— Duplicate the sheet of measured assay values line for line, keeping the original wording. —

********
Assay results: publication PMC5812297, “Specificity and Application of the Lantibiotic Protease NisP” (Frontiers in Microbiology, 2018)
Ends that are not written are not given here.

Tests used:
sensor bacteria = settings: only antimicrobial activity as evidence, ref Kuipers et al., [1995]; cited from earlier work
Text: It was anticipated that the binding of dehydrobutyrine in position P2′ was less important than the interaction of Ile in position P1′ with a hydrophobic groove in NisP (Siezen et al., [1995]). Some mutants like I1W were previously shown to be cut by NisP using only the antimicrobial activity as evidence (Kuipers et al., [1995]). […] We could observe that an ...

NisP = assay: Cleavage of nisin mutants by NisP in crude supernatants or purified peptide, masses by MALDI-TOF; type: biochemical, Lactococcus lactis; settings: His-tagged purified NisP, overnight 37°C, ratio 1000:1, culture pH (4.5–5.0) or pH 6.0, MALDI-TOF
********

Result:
Assay results: publication PMC5812297, “Specificity and Application of the Lantibiotic Protease NisP” (Frontiers in Microbiology, 2018)
Ends that are not written are not given here.

Tests used:
sensor bacteria = settings: only antimicrobial activity as evidence, ref Kuipers et al., [1995]; cited from earlier work
Text: It was anticipated that the binding of dehydrobutyrine in position P2′ was less important than the interaction of Ile in position P1′ with a hydrophobic groove in NisP (Siezen et al., [1995]). Some mutants like I1W were previously shown to be cut by NisP using only the antimicrobial activity as evidence (Kuipers et al., [1995]). […] We could observe that an ...

NisP = assay: Cleavage of nisin mutants by NisP in crude supernatants or purified peptide, masses by MALDI-TOF; type: biochemical, Lactococcus lactis; settings: His-tagged purified NisP, overnight 37°C, ratio 1000:1, culture pH (4.5–5.0) or pH 6.0, MALDI-TOF